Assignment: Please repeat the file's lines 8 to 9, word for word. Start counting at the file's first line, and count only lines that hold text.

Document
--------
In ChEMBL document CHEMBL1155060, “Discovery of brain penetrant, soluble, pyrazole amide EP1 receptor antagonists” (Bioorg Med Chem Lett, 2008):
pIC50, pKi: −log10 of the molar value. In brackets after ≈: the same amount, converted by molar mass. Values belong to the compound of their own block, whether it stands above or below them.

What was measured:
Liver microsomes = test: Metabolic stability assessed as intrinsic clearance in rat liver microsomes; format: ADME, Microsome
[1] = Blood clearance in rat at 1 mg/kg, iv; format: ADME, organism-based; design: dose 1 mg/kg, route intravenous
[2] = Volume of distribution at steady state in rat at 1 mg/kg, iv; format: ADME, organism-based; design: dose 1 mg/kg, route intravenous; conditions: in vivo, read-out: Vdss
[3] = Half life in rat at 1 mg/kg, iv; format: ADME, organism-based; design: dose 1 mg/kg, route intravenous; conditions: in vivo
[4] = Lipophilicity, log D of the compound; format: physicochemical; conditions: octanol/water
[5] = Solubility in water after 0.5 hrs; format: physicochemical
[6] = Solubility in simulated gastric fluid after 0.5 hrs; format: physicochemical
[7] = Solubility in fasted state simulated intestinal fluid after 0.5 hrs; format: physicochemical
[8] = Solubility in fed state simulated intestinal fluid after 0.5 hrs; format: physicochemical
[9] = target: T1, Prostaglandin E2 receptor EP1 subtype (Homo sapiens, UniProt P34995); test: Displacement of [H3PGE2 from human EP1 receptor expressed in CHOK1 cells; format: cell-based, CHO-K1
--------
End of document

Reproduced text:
[4] = Lipophilicity, log D of the compound; format: physicochemical; conditions: octanol/water
[5] = Solubility in water after 0.5 hrs; format: physicochemical